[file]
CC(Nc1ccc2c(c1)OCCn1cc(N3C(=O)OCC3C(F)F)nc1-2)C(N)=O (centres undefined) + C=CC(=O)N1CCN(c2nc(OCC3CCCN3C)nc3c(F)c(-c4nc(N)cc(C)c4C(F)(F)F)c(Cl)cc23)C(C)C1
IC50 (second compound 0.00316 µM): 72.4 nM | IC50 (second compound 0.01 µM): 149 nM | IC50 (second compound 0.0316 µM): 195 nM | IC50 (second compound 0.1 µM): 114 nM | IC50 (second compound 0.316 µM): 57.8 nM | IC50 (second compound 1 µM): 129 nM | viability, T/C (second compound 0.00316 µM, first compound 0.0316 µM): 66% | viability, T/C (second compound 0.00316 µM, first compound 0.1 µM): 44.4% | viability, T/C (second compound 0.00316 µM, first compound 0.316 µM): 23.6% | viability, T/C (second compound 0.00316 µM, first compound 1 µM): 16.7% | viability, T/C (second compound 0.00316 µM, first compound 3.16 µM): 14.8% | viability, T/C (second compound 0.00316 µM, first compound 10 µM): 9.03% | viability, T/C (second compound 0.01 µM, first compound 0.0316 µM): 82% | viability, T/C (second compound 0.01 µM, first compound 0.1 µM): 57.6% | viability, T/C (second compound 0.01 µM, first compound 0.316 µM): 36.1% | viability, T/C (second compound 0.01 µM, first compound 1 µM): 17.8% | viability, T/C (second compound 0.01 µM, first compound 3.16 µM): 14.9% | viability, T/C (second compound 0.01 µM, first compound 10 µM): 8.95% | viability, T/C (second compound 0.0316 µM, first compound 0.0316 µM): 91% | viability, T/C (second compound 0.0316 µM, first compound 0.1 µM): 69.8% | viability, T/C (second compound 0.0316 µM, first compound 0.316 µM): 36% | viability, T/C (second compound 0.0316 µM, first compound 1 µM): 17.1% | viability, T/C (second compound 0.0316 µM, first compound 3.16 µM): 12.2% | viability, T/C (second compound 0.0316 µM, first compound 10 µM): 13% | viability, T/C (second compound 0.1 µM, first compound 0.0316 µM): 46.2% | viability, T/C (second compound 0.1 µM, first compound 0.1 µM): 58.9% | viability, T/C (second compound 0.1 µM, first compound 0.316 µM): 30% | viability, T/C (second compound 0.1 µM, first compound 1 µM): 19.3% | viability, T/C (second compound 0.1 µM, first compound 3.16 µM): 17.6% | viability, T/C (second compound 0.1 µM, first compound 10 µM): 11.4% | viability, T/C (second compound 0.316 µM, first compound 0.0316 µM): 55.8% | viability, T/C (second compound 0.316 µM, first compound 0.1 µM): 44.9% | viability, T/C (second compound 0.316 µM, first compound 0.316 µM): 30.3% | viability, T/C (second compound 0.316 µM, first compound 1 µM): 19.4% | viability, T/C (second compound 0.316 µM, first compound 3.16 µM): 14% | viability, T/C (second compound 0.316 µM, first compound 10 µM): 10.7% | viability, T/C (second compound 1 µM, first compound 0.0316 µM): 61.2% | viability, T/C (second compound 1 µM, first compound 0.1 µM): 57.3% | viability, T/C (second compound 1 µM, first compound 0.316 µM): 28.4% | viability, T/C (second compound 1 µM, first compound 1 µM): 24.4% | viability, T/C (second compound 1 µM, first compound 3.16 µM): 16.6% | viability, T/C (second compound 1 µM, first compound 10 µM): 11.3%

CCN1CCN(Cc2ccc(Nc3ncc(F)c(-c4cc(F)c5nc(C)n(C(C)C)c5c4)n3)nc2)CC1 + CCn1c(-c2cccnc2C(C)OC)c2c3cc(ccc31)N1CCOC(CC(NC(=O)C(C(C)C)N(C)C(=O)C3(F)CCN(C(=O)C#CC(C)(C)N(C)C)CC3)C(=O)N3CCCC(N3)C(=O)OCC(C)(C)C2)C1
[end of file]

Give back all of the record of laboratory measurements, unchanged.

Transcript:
CC(Nc1ccc2c(c1)OCCn1cc(N3C(=O)OCC3C(F)F)nc1-2)C(N)=O (centres undefined) + C=CC(=O)N1CCN(c2nc(OCC3CCCN3C)nc3c(F)c(-c4nc(N)cc(C)c4C(F)(F)F)c(Cl)cc23)C(C)C1
IC50 (second compound 0.00316 µM): 72.4 nM | IC50 (second compound 0.01 µM): 149 nM | IC50 (second compound 0.0316 µM): 195 nM | IC50 (second compound 0.1 µM): 114 nM | IC50 (second compound 0.316 µM): 57.8 nM | IC50 (second compound 1 µM): 129 nM | viability, T/C (second compound 0.00316 µM, first compound 0.0316 µM): 66% | viability, T/C (second compound 0.00316 µM, first compound 0.1 µM): 44.4% | viability, T/C (second compound 0.00316 µM, first compound 0.316 µM): 23.6% | viability, T/C (second compound 0.00316 µM, first compound 1 µM): 16.7% | viability, T/C (second compound 0.00316 µM, first compound 3.16 µM): 14.8% | viability, T/C (second compound 0.00316 µM, first compound 10 µM): 9.03% | viability, T/C (second compound 0.01 µM, first compound 0.0316 µM): 82% | viability, T/C (second compound 0.01 µM, first compound 0.1 µM): 57.6% | viability, T/C (second compound 0.01 µM, first compound 0.316 µM): 36.1% | viability, T/C (second compound 0.01 µM, first compound 1 µM): 17.8% | viability, T/C (second compound 0.01 µM, first compound 3.16 µM): 14.9% | viability, T/C (second compound 0.01 µM, first compound 10 µM): 8.95% | viability, T/C (second compound 0.0316 µM, first compound 0.0316 µM): 91% | viability, T/C (second compound 0.0316 µM, first compound 0.1 µM): 69.8% | viability, T/C (second compound 0.0316 µM, first compound 0.316 µM): 36% | viability, T/C (second compound 0.0316 µM, first compound 1 µM): 17.1% | viability, T/C (second compound 0.0316 µM, first compound 3.16 µM): 12.2% | viability, T/C (second compound 0.0316 µM, first compound 10 µM): 13% | viability, T/C (second compound 0.1 µM, first compound 0.0316 µM): 46.2% | viability, T/C (second compound 0.1 µM, first compound 0.1 µM): 58.9% | viability, T/C (second compound 0.1 µM, first compound 0.316 µM): 30% | viability, T/C (second compound 0.1 µM, first compound 1 µM): 19.3% | viability, T/C (second compound 0.1 µM, first compound 3.16 µM): 17.6% | viability, T/C (second compound 0.1 µM, first compound 10 µM): 11.4% | viability, T/C (second compound 0.316 µM, first compound 0.0316 µM): 55.8% | viability, T/C (second compound 0.316 µM, first compound 0.1 µM): 44.9% | viability, T/C (second compound 0.316 µM, first compound 0.316 µM): 30.3% | viability, T/C (second compound 0.316 µM, first compound 1 µM): 19.4% | viability, T/C (second compound 0.316 µM, first compound 3.16 µM): 14% | viability, T/C (second compound 0.316 µM, first compound 10 µM): 10.7% | viability, T/C (second compound 1 µM, first compound 0.0316 µM): 61.2% | viability, T/C (second compound 1 µM, first compound 0.1 µM): 57.3% | viability, T/C (second compound 1 µM, first compound 0.316 µM): 28.4% | viability, T/C (second compound 1 µM, first compound 1 µM): 24.4% | viability, T/C (second compound 1 µM, first compound 3.16 µM): 16.6% | viability, T/C (second compound 1 µM, first compound 10 µM): 11.3%

CCN1CCN(Cc2ccc(Nc3ncc(F)c(-c4cc(F)c5nc(C)n(C(C)C)c5c4)n3)nc2)CC1 + CCn1c(-c2cccnc2C(C)OC)c2c3cc(ccc31)N1CCOC(CC(NC(=O)C(C(C)C)N(C)C(=O)C3(F)CCN(C(=O)C#CC(C)(C)N(C)C)CC3)C(=O)N3CCCC(N3)C(=O)OCC(C)(C)C2)C1